Is a valid work permit the most important part of landing a job? Or is it what you potentially can bring to the workforce? Here are some straightforward answers.
One of the most commonly asked questions when it comes to seeking a job in Switzerland is – naturally – regarding a valid work permit. The fact is that if you are not a naturalized citizen or permanent resident, you need to hold a permit that allows you to work. A valid work permit will be applied on your behalf by the company you start working for.
Needless to say, if you don’t have a valid work permit, things are bound to be trickier. But don’t give up hope just yet! There are ways to get legally hired. So, rather than investing time drafting multiple applications a day – invest in sharpening skill sets or honing niche skills that are hot in the market today. This motivates potential employers and organizations to hire you since you bring to the table something which isn’t easily available and is unique.
This is my observation and please note: I might not be a 100% correct here. We often tend to underestimate our ‘skills’ while navigating this route. I reiterate, working on your skill set ranks much higher in significance than drafting stellar job applications.
Invest this time in yourself – you are NEVER going to get this time back again. And if you are one of those people who see the glass half full, then you know what I mean. I always wanted to do a masters, but I got stuck in the corporate rate race for over 12 years which never gave me an exit opportunity. So, the moment I got it, I grabbed it. I never applied for jobs. I only applied to the right schools.
Whether its a degree or a certificate course or just clearing off the dust on those forgotten skills – do what it takes to renew, refresh or redirect your skills in terms of time, commitment and value.
Switzerland really values your academic accolades – it is totally worth the effort.
SWISSIFY YOUR CV
It’s important to ensure your CV is understood in a local way. Here are some pointers.
- Your personal details such as your name, address, email, contact number and a good photograph must be at the top of your page. Another important addition to this basic information is the type of visa you hold, especially when you DO have a “valid work permit”.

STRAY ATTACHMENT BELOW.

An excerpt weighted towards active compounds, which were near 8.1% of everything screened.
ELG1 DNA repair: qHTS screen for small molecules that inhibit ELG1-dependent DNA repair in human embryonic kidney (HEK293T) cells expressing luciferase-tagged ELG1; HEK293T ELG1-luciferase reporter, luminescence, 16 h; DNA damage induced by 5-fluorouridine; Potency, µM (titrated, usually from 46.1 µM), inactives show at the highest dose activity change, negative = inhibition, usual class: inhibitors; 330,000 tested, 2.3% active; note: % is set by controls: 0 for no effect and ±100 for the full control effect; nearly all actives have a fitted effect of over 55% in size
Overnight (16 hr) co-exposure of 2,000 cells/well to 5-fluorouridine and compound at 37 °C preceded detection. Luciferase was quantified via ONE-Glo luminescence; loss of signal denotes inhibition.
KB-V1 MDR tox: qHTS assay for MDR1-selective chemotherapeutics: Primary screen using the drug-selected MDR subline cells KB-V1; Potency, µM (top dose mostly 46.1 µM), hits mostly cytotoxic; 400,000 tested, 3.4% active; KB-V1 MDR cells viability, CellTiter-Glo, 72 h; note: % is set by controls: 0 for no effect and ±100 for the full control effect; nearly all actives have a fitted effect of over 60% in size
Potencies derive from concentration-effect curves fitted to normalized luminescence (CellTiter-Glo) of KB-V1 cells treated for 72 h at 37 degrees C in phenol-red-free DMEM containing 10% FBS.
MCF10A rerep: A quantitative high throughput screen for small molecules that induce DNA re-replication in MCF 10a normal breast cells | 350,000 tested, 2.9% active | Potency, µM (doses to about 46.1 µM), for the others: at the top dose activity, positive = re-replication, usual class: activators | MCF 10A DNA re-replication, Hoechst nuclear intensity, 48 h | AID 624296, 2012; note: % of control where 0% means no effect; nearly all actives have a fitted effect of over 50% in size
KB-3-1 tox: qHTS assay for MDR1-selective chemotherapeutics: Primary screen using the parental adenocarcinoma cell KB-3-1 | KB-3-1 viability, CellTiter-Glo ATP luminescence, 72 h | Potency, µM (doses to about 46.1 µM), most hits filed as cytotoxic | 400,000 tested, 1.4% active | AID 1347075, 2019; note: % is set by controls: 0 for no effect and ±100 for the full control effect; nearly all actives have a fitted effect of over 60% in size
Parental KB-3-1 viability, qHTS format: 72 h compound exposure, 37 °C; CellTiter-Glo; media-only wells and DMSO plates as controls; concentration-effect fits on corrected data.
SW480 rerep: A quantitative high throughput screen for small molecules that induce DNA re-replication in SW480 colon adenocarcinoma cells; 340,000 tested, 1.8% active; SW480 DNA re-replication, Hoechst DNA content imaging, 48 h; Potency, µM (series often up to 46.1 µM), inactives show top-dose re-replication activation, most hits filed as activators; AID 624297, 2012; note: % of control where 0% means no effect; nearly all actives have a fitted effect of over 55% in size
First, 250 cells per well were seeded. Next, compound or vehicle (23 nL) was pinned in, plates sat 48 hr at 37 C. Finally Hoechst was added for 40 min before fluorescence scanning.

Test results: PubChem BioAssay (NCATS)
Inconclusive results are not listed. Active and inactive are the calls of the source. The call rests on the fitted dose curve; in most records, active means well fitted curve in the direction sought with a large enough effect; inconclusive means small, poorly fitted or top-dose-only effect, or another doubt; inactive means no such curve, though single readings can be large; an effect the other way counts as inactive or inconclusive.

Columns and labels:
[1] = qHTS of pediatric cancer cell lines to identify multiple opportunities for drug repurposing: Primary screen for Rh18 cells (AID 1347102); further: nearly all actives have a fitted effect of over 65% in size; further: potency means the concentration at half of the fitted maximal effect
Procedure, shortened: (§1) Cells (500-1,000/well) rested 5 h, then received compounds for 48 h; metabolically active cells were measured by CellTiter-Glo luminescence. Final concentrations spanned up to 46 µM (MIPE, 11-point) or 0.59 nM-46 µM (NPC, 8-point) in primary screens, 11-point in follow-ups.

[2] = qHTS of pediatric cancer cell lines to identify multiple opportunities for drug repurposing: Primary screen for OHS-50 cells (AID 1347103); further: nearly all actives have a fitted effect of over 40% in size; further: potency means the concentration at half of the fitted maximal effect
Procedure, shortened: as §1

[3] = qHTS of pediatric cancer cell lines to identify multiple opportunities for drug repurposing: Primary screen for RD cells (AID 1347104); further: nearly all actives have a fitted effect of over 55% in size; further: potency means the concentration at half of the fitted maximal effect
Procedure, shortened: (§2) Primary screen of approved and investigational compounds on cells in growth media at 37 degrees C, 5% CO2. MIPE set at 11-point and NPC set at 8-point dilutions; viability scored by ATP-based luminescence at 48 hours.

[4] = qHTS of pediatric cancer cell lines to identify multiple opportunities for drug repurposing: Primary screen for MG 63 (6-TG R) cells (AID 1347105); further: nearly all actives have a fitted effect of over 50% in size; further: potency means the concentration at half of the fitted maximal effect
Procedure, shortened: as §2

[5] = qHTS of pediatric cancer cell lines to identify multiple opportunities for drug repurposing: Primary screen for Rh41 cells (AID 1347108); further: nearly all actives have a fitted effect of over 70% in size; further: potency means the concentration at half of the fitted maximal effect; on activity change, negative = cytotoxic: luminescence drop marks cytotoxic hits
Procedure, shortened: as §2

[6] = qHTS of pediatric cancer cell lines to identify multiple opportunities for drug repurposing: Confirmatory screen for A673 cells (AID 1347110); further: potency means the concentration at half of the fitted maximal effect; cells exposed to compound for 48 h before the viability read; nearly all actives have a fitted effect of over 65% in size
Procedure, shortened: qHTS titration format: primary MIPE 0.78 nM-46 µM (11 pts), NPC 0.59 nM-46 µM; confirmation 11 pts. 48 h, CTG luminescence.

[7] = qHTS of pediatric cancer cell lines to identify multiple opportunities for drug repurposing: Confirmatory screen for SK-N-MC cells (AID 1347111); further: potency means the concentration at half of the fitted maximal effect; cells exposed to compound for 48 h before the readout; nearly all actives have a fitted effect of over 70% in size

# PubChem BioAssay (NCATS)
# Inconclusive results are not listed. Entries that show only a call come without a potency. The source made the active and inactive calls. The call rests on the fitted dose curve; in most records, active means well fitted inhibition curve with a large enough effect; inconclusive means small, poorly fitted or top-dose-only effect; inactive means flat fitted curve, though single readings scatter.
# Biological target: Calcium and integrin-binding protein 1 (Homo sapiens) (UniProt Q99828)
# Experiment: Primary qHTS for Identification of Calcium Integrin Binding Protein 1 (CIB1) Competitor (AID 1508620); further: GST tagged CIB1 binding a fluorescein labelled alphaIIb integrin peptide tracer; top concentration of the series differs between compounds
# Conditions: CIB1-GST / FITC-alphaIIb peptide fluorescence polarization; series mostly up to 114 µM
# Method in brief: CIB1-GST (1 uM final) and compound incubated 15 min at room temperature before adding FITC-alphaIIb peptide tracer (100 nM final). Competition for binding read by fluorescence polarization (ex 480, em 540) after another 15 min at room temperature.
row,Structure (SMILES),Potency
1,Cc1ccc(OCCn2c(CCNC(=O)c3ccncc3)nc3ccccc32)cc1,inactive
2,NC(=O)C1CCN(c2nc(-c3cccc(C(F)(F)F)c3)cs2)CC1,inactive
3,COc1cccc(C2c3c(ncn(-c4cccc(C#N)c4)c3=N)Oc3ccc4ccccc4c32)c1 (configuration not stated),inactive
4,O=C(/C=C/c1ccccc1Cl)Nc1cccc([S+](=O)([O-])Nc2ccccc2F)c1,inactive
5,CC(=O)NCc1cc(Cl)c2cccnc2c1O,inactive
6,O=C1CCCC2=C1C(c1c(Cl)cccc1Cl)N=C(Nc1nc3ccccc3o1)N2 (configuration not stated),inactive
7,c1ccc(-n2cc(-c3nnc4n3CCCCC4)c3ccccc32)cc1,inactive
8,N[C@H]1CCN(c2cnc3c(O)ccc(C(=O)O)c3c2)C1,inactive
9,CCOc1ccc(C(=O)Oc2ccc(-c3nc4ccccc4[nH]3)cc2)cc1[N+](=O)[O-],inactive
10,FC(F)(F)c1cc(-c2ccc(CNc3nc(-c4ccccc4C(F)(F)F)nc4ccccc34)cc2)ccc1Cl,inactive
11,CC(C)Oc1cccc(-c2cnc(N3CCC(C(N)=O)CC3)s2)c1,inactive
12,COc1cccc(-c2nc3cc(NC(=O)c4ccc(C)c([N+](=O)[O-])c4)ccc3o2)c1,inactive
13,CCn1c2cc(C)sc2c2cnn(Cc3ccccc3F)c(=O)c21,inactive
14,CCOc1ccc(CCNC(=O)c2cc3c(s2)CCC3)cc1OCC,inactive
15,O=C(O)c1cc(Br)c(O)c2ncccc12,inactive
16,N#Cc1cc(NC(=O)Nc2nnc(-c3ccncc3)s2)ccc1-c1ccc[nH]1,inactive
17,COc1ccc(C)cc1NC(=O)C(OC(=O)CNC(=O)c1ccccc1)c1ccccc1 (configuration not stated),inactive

- The CV starts with professional highlights, followed by details in the next sections (your work experience). It is important for the person screening your CV to get a clear picture of your profile within the first minute.
- Your educational qualifications (bachelors, masters and certifications) come next. Make sure you have a table and keep it concise.
- Keywords – I cannot stress this enough, but soon our CVs will be screened by tools and not people (many organisations have already started doing this). If the scanning software does not find the keywords it is looking for – your profile will not clear the machine-oriented scanning method. Make sure you have the right keywords matching your skill set and the job description at hand. This goes a long way.
- The length of your CV – Please do not write novellas. No one is going to read a 12-page CV and this detailing only creates a bad impression. Limit your CV to a maximum of 2 pages. If necessary 3 – not more.
Important: Make different versions of your CV; based on your skill set. It depends upon the kind of flavour you want to pass on to the recruiter – this is also called tailoring your applications in line with the job description.
While doing this, please make sure that your knowledge and experience is a match and that you are not “trying” to create a match.
Finally, the tools needed – I have always drafted my CV on MS Word as I am a techie manager. But, if you are in marketing/social media then your CV should display creativity. I find Canva a great tool to create a nice-looking CV.
This is something that I have tried to touch upon in every post of mine up. Finding a job is a job itself. You need to give it your all, and to do that you need to remain positive.
Easier said than done? Of course, here are a few tried and tested tips:
- Take a break – you can’t eat, sleep and breathe or make this an obsession. Obsession is a negative emotion and seldom results in success.
- Focus on quality, not quantity – hone your skills and take time to screen and apply for jobs.
- Speak to people in similar situations – exchange notes, help each other. In case you feel someone is bringing you down, immediately disengage.
- Speak to your mentors and gurus – if you do not have a mentor reach out to the right person. This person is not going to “get you a job”. This person will be more than your job seeker. He/she will invest time and energy to help you become a better version of YOU at work. Choose wisely and not with the wrong intent.
- Enroll in a language course – Deutsch or French, depending upon where you are. This is not a choice if you have the luxury of time in this geography.
Important: Peer pressure – the most damaging element of them all. While it is so much easier to say, “don’t let this get to you”; it is probably the most hurtful emotion when you feel ‘left behind’ as your friend gets a job. Try to get a new perspective.
Everyone brings different things to the table – soon enough, your day will be here. And don’t forget, a friend getting a job reflects the opening of a potentially new network. Reach out and ask them for referrals. Or opportunities where they may seem to see a fit.
That’s it for this part of our series. Don’t forget to tell us whether you like our articles and feel free to ask questions in the comments section.
Stay tuned for Part 4 of this series for nailing that much-awaited interview!
*This article first appeared on Namaste Switzerland.